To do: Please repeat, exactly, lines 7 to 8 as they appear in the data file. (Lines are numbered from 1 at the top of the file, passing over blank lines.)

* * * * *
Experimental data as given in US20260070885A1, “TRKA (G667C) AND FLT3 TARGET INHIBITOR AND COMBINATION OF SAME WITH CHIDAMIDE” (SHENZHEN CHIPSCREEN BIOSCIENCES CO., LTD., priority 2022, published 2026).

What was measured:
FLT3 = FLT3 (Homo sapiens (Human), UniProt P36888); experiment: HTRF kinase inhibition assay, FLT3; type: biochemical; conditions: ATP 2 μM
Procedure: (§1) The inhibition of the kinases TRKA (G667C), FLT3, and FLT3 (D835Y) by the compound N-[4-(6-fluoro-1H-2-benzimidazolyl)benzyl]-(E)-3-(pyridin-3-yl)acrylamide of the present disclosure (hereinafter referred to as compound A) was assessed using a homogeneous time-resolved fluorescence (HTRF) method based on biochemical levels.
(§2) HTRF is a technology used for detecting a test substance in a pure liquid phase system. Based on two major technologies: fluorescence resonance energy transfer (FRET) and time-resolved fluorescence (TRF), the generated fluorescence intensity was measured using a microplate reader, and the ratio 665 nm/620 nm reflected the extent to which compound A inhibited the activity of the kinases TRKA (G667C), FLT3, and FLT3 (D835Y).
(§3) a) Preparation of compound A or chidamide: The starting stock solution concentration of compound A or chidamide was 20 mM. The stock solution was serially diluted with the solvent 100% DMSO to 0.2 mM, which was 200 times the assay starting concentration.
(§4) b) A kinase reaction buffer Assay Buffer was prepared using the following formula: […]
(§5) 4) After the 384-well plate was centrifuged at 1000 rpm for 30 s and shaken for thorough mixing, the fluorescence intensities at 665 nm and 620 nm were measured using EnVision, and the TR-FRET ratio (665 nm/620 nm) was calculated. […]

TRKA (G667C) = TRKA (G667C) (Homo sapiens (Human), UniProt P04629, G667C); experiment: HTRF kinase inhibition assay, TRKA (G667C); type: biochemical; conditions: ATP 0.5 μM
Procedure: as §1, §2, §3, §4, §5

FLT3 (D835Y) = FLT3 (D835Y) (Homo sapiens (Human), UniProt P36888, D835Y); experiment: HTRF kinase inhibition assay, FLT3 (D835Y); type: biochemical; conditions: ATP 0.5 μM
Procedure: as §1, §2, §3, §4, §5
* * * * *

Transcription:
(§4) b) A kinase reaction buffer Assay Buffer was prepared using the following formula: […]
(§5) 4) After the 384-well plate was centrifuged at 1000 rpm for 30 s and shaken for thorough mixing, the fluorescence intensities at 665 nm and 620 nm were measured using EnVision, and the TR-FRET ratio (665 nm/620 nm) was calculated. […]